Poultry and Game

Poultry includes all domestic birds suitable for food except pigeon and squab. Examples: Chicken, fowl, turkey, duck, goose, etc. Game includes such birds and animals suitable for food as are pursued and taken in field and forest. Examples: Quail, partridge, wild duck, plover, deer, etc.
The flesh of chicken, fowl, and turkey has much shorter fibre than that of ruminating animals, and is not intermingled with fat,— the fat always being found in layers directly under the skin, and surrounding the intestines. Chicken, fowl, and turkey are nutritious, and chicken is specially easy of digestion. The white meat found on breast and wing is more readily digested than the dark meat. The legs, on account of constant motion, are of coarser fibre and darker color.

Since incubators have been so much used for hatching chickens, small birds suitable for broiling may be always found in market. Chickens which appear in market during January weighing about one and one-half pounds are called spring chickens.

Fowl is found in market throughout the year, but is at its best from March until June.

Philadelphia, until recently, furnished our market with philadelphia chickens and capons, but now Massachusetts furnishes equally good ones, which are found in market from December to June. They are very large, plump, and superior eating. At an early age they are deprived of the organs of reproduction, penned, and specially fatted for killing. They are recognized by the presence of head, tail, and wing feathers.

Turkeys are found in market throughout the year, but are best during the winter months. Tame ducks and geese are very indigestible on account of the large quantity of fat they contain. Goose meat is thoroughly infiltrated with fat, containing sometimes from forty to forty-five per cent. Pigeons, being old birds, need long, slow cooking to make them tender. Squabs (young pigeons) make a delicious tidbit for the convalescent, and are often the first meat allowed a patient by the physician.
The flesh of game, with the exception of wild duck and wild geese, is tender, contains less fat than poultry, is of fine though strong flavor, and easy of digestion. Game meat is usually of dark color, partridge and quail being exceptions, and is usually cooked rare. Venison, the flesh of deer, is short fibred, dark colored, highly savored, tender, and easy of digestion; being highly savored, it often disagrees with those of weak digestion.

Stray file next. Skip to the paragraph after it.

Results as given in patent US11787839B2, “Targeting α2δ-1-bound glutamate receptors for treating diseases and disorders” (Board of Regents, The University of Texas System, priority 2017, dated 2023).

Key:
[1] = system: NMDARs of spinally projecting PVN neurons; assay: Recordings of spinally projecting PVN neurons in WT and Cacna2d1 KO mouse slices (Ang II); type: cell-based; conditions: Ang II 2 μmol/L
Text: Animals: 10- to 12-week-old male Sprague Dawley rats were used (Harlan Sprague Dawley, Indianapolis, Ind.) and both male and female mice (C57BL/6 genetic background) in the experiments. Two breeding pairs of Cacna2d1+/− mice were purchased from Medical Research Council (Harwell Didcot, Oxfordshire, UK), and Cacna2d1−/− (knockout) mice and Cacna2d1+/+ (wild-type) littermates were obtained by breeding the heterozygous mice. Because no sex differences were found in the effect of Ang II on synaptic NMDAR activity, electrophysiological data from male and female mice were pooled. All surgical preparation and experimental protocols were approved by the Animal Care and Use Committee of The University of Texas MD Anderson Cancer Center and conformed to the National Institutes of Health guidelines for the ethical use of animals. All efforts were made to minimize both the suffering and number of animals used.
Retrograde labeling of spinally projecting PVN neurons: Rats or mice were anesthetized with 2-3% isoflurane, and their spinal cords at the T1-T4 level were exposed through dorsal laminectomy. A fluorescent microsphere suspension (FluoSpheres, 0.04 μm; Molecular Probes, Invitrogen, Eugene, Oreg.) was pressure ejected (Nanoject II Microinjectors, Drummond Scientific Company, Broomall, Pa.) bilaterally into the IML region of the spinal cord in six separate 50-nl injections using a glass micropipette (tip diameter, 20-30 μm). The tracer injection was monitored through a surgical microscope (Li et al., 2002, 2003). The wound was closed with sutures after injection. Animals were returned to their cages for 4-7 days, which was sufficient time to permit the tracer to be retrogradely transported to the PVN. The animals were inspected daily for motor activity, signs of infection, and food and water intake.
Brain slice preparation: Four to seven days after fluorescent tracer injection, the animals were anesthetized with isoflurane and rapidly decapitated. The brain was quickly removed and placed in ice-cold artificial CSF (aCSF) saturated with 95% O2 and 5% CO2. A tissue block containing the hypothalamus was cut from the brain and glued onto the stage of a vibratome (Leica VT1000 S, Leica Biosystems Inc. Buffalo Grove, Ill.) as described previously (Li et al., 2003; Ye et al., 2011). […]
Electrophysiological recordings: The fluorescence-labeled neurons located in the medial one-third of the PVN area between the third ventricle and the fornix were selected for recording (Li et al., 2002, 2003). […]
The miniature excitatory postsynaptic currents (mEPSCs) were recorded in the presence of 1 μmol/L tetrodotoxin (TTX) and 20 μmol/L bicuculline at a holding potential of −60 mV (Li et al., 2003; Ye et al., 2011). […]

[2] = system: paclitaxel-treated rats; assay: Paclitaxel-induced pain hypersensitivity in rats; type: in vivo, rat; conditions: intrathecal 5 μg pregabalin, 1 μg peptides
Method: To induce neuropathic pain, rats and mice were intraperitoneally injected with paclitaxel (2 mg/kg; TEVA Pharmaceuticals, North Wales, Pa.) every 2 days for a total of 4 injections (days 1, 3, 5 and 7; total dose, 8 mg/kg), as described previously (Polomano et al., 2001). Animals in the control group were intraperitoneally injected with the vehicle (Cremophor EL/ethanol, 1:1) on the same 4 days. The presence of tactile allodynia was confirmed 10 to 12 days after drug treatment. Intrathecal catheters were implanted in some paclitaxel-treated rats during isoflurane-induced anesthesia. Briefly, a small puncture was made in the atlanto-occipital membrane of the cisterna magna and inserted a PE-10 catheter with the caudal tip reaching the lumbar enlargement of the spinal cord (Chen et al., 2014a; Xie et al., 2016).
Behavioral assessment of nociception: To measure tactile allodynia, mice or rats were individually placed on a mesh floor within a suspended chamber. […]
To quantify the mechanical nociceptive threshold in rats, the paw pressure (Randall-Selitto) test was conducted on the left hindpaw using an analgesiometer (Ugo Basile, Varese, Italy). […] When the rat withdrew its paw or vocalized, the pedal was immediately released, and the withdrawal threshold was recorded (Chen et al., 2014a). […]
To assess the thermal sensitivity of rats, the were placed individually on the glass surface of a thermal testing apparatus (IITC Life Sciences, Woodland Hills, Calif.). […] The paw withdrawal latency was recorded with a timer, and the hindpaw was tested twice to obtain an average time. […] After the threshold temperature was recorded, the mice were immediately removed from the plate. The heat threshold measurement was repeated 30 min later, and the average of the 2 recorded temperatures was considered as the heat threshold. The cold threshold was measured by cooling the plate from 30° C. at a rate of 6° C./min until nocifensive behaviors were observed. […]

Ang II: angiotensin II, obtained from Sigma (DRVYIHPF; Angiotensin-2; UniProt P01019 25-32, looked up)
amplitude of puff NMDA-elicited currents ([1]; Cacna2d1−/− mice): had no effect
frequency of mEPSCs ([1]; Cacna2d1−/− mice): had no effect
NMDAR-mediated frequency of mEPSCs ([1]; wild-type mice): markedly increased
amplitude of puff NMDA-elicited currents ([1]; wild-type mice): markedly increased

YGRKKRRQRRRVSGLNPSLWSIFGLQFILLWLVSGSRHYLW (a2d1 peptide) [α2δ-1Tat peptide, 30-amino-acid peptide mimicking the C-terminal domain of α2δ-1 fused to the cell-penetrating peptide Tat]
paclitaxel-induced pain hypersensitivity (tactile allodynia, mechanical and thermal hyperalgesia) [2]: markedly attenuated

Geese are in market throughout the year, Massachusetts and Rhode Island furnishing specially good ones. A goose twelve weeks old is known as a green goose. They may be found in market from May to September. Young geese which appear in market September first and continue through December are called goslings. They have been hatched during May and June, and then fatted for market.

Young ducks, found in market about March first, are called ducklings. Canvasback Ducks have gained a fine reputation throughout the country, and are found in market from the last of November until March. Redhead Ducks are in season two weeks earlier, and are about as good eating as Canvasback Ducks, and much less in price. The distinctive flavor of both is due to the wild celery on which they feed. Many other kinds of ducks are found in market during the fall and winter. Examples: Widgeon, Mallard, Lake Erie Teal, Black Ducks, and Butter-balls.

Fresh quail are in market from October fifteenth to January first, the law forbidding their being killed at any other time in the year. The same is true of partridge; but both are frozen and kept in cold storage several months. California sends frozen quail in large numbers to Eastern markets. Grouse (prairie chicken) are always obtainable, — fresh ones in the fall; later, those kept in cold storage. Plover may be bought from April until December.

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